Over the years, Morrison has accumulated a knighthood; a BRIT; an OBE; an Ivor Novello award; six Grammys; honorary doctorates from Queen’s University, Belfast, and the University of Ulster; entry into the Rock & Roll Hall of Fame and the French Ordres Des Artes Et Des Lettres…and a number 20 hit duet with Cliff Richard in 1989, Whenever God Shines His Light.

Sceptic Morrison has said – and sung – his two penneth on Coronavirus, decrying what he calls the “crooked facts” and “pseudo-science”. Last August, he called for “fellow singers, musicians, writers, producers, promoters and others in the industry to fight with me on this. Come forward, stand up, fight the pseudo-science and speak up”.

Ironically, a quick-thinking company promptly launched a set of face masks of iconic Morrison album covers.

From September 25, Morrison launched a series of three protest songs, one every two weeks, railing against safety measures to prevent the spread of Covid-19: Born To Be Free, As I Walked Out and No More Lockdown.

“No more lockdown / No more government overreach / No more fascist bullies / Disturbing our peace …,” he urged on the latter.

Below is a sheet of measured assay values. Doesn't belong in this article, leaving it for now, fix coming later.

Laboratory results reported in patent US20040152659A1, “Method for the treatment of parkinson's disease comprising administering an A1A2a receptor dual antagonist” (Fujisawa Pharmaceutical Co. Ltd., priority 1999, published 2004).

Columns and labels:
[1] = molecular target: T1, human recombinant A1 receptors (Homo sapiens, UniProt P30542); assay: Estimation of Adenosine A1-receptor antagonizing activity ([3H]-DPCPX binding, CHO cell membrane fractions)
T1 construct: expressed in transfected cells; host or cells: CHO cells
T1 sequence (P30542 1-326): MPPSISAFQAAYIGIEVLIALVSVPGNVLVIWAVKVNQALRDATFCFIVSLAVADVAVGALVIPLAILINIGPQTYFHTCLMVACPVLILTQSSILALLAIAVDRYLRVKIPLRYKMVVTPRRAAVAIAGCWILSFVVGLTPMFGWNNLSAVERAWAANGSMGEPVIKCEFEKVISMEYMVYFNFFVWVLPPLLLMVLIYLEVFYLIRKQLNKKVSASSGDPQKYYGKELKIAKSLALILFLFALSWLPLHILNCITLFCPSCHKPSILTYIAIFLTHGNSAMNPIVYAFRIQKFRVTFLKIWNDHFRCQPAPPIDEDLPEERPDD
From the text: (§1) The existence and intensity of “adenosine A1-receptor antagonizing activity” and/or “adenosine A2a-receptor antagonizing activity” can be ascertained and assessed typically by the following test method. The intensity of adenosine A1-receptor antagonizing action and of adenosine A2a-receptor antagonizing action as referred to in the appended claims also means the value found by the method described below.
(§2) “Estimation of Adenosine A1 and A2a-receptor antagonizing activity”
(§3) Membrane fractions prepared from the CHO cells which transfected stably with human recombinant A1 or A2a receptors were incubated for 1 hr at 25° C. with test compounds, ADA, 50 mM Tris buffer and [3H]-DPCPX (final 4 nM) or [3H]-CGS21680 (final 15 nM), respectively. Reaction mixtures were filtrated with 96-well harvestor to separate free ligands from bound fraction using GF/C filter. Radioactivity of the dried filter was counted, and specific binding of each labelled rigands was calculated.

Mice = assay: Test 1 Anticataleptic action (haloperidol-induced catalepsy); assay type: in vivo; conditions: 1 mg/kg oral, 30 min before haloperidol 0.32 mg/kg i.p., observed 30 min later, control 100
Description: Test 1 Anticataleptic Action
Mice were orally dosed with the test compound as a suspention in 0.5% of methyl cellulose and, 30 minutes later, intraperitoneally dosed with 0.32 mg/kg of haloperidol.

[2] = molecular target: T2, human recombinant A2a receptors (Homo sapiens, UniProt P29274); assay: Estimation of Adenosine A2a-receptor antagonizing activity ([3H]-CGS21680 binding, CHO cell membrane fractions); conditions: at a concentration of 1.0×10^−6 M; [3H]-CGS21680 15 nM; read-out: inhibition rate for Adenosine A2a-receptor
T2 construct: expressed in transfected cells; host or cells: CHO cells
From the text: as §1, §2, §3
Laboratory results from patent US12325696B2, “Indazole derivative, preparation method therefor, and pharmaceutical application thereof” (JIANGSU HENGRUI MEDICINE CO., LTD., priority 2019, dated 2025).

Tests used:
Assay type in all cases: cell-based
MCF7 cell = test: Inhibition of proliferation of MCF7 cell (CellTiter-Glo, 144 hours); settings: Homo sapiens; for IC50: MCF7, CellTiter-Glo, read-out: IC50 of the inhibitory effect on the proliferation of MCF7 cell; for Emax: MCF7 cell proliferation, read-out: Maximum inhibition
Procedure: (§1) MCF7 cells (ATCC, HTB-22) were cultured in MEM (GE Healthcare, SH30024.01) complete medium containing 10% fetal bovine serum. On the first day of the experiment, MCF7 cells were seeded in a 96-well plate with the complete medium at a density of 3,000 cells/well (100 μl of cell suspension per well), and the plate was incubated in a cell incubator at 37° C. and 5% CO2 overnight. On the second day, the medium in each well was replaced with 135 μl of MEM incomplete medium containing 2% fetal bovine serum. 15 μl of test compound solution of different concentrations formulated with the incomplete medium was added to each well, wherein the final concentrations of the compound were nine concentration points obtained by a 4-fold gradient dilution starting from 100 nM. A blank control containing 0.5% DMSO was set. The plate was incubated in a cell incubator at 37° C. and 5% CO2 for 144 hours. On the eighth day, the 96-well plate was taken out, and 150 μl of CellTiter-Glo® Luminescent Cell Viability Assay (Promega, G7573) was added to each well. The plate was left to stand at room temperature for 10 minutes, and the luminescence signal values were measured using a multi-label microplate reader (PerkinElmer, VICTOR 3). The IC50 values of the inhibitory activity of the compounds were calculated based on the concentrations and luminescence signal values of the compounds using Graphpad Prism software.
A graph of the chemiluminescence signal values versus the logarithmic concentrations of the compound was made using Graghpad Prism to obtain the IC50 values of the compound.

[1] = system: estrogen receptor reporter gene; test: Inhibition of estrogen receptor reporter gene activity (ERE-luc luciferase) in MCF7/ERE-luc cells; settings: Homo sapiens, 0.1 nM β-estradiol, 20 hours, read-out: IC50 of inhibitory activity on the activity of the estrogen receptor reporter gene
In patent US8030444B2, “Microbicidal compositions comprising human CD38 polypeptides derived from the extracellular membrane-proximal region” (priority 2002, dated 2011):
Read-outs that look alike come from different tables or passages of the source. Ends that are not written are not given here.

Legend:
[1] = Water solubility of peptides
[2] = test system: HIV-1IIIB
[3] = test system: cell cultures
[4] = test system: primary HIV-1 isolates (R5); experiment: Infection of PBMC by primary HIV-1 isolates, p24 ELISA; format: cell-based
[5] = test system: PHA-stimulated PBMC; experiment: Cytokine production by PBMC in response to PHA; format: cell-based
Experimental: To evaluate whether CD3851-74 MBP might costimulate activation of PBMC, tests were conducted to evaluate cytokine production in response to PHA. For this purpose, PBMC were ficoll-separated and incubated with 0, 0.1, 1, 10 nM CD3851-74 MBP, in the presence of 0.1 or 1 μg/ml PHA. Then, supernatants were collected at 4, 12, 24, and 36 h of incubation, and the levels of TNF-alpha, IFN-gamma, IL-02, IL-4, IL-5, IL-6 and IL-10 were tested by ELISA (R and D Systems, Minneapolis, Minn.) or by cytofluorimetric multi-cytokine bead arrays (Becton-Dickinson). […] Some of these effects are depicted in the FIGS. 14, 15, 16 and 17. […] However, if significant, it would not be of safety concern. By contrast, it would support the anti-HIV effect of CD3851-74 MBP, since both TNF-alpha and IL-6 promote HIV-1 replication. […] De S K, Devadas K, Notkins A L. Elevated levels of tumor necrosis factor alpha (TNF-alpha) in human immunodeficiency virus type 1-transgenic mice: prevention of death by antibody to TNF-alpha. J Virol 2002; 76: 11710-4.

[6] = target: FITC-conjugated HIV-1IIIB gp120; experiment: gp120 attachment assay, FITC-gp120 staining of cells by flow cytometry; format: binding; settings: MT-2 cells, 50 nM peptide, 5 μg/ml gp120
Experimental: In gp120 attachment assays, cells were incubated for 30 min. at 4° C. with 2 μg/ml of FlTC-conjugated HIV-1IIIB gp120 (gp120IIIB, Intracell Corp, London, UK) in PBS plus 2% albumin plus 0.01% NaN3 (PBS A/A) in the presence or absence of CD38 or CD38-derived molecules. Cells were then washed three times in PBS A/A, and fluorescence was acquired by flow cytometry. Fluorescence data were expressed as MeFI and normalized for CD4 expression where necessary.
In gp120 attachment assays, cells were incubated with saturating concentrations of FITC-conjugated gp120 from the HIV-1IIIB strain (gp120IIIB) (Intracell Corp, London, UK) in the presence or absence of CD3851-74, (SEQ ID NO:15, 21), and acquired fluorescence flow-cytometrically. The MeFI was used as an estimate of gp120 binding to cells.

“No more taking of our freedom / And our God-given rights / Pretending it’s for our safety / When it’s really to enslave …”

Not without irony, that song condemned “celebrities telling us what we’re supposed to feel”. Issuing an explanatory statement amid condemnation from voices in Irish authority, he said: “I’m not telling people what to do or think. The government is doing a great job of that already. It’s about freedom of choice. I believe people should have the right to think for themselves.”

Last September too, he announced a series of socially distanced concerts, again with a covering note: “This is not a sign of compliance or acceptance of the current state of affairs,” it read. “This is to get my band up and running and out of the doldrums.”

Now, here come the nights at York Barbican: an umpteenth return to a venue where Van The Man has performed in his predictably unpredictable, sometimes gruff, sometimes prickly, yet oft-times sublimely soulful manner on myriad mystical nights.

Alas, CharlesHutchPress will not be reviewing York Barbican’s reopening night as no press tickets have been made available for Van Morrison’s brace of shows. 

Absolute turkey or totally gravy? 2020’s Christmas albums rated or roasted…

Holly Jolly Christmas, Dolly Parton style, in 2020